Lives That Are Impacted by DACA Decision

There are around 700,000 people, brought to the U.S. as children, who are the recipients of the DACA status. These Dreamers include individuals like Jose Loyo, a 23-year-old with a robotics degree who tests engines for Cummins in Columbus, Indiana. He was brought to the U.S. from Mexico when he was only three years old and is now married to another DACA recipient. “This place is my life, we want to stay where we grew up and keep our dreams,” Loyo said in a USA TODAY interview. “We don’t know much about Mexico. Being told to go back, I can’t imagine that.”

Then there’s Dayann Pazmino, 24, of Austin, Texas. She is applying to graduate school but is treated like a foreign student. She was brought to the U.S. from Ecuador when she was four years old. “The way the previous administration treated us was inhumane and led me to depression, anxiety attacks and mental health issues at the thought that suddenly I’d be told to go back to Ecuador,” she says.

DACA recipient Hans Miguel Esguerra, 29, of San Francisco was brought to the U.S. when he was seven years old by his family. The ambiguous future of DACA has made him feel like he “was doomed, I felt I needed to either get married or find some other way to work outside the U.S. just so as not have this day-to-day fear overtake me.” But even though his girlfriend is a U.S. citizen, he said he “respects marriage too much to marry for papers.”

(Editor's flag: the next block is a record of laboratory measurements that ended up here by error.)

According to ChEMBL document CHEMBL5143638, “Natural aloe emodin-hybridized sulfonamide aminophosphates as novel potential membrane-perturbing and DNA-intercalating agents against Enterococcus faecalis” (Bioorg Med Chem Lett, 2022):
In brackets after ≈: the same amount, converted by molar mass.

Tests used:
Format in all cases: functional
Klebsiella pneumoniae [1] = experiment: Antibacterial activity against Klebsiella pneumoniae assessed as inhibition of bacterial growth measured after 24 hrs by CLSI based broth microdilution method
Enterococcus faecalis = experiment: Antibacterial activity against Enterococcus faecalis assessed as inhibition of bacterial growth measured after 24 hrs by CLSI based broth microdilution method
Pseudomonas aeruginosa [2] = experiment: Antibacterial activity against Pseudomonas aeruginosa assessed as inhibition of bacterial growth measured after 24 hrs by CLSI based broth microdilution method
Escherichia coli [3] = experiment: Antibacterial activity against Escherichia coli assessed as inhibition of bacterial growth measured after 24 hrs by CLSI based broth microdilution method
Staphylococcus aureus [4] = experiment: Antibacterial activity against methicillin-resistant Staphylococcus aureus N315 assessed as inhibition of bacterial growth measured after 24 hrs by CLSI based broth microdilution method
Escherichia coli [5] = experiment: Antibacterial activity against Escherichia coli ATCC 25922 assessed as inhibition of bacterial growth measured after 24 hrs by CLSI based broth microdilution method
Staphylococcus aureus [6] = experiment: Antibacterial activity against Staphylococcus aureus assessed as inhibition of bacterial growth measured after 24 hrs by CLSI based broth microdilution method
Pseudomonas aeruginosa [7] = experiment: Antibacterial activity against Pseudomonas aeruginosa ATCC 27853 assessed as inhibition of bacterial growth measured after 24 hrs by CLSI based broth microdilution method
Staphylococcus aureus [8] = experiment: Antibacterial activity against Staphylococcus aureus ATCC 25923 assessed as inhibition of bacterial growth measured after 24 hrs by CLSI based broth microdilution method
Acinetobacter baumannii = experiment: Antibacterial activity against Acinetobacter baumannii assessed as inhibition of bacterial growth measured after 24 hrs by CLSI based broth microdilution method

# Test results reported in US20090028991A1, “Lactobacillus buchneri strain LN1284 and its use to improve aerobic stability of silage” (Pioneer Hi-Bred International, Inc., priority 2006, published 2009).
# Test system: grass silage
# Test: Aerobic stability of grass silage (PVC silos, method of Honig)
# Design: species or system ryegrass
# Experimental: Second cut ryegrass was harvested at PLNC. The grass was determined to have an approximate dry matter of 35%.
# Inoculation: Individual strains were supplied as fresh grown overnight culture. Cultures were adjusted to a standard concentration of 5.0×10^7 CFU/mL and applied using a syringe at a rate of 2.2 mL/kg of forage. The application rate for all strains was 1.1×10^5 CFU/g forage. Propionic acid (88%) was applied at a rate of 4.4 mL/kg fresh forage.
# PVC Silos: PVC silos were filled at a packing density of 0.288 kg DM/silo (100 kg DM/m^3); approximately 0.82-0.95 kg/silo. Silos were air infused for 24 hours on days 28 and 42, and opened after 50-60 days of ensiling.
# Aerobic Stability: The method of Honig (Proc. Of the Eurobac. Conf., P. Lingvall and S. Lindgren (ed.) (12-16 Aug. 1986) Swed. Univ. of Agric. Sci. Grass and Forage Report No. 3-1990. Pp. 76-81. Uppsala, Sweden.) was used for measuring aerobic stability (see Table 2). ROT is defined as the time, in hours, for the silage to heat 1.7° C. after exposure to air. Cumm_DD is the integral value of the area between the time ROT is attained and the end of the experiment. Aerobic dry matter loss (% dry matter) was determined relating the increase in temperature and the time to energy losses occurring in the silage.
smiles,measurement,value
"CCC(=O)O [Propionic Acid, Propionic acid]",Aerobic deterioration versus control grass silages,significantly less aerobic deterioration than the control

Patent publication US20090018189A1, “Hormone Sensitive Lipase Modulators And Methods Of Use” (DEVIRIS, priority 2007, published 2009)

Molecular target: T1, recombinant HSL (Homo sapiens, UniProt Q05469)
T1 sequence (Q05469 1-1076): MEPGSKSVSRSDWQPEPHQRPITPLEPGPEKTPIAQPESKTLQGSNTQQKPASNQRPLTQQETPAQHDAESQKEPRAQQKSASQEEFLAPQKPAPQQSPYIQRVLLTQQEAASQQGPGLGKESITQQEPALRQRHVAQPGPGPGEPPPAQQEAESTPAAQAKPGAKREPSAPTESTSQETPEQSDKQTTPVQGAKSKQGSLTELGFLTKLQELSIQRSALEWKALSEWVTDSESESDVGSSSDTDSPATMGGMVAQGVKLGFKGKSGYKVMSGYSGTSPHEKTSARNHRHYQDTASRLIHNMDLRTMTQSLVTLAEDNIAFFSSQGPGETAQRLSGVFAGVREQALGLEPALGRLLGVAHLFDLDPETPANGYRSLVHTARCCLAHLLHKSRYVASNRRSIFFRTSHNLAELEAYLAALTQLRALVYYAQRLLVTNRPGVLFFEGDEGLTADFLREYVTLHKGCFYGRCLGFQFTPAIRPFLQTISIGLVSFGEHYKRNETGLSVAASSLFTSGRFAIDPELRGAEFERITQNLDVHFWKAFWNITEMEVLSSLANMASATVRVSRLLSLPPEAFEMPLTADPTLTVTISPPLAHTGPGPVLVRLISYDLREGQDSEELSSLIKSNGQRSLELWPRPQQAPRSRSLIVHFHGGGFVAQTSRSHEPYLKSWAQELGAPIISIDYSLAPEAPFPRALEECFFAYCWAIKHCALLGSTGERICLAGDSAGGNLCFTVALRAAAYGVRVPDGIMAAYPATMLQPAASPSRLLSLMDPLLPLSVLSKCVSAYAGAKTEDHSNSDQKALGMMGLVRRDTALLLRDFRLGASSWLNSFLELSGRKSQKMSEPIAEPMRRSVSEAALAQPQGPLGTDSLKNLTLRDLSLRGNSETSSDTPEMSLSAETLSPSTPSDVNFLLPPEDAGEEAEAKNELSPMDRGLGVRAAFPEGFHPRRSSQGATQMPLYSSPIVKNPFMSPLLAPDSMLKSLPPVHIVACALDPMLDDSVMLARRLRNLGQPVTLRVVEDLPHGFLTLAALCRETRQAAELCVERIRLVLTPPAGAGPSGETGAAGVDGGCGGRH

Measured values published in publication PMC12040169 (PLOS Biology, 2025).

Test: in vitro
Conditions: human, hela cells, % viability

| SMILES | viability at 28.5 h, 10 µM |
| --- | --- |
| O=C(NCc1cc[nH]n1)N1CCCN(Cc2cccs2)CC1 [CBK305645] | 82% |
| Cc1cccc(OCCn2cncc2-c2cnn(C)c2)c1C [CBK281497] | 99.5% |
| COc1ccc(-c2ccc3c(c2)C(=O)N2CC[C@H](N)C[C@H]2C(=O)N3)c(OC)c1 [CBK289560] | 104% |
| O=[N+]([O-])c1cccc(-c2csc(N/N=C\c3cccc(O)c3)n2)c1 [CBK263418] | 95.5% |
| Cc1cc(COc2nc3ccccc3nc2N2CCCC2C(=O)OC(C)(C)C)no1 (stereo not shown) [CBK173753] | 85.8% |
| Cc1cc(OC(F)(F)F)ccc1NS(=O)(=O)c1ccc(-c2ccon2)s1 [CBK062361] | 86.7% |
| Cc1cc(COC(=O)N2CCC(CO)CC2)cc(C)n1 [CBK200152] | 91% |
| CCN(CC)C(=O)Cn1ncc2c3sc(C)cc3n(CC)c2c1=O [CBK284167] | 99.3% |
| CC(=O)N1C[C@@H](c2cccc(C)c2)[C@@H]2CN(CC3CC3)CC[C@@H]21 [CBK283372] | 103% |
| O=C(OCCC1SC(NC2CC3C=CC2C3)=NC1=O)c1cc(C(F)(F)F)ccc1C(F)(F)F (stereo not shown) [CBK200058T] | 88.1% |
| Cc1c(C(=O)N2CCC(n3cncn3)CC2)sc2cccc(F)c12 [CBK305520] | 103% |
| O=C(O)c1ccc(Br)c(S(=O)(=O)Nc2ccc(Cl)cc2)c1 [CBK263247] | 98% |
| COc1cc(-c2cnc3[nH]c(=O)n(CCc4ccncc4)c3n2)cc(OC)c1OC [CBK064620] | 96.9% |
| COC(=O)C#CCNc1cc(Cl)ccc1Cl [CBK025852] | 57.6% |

All of these people have one overarching thing in common, a life they only know here in the U.S. but being threatened with a very real possibility of going back to a country they know nothing about. The USA TODAY interview make the struggle clear:

“The question is, where is home? Is it where your parents are from? Or is it this place where I grew up and where all my memories are even though I have no paperwork to call it my own?”

Financial Impact on the U.S. If DACA Goes Away

The Center for American Process (CAP) estimates that “ending DACA would result in a loss of $460.3 billion from the national GDP over the next decade. Ending DACA would remove an estimated 685,000 workers from the nation’s economy.”

Due to the evolving nature of this issue, it is a good idea to seek the help of a skilled and experienced Columbus immigration lawyer, to help assess your case and provide a plan for the best path forward.

Sam Shihab & Associates Can Help

If you are an immigrant with any questions or concerns regarding your immigration case, visas, green card applications, or any other legal matter, speak at once to an experienced Columbus immigration attorney. A good immigration lawyer can help you and your family with any immigration issue you face and defend you if you’re accused of violating immigration law.

Our immigration attorneys will review your forms and applications for thoroughness and accuracy. Immigration laws will continually change, but an experienced immigration attorney will always be able to give you the most up-to-date immigration advice you need.

We have offices in Dublin and Columbus, OhioMichigan, and Texas. But our full suite of immigration law services is available to clients nationwide and even around the world.

Contact us today!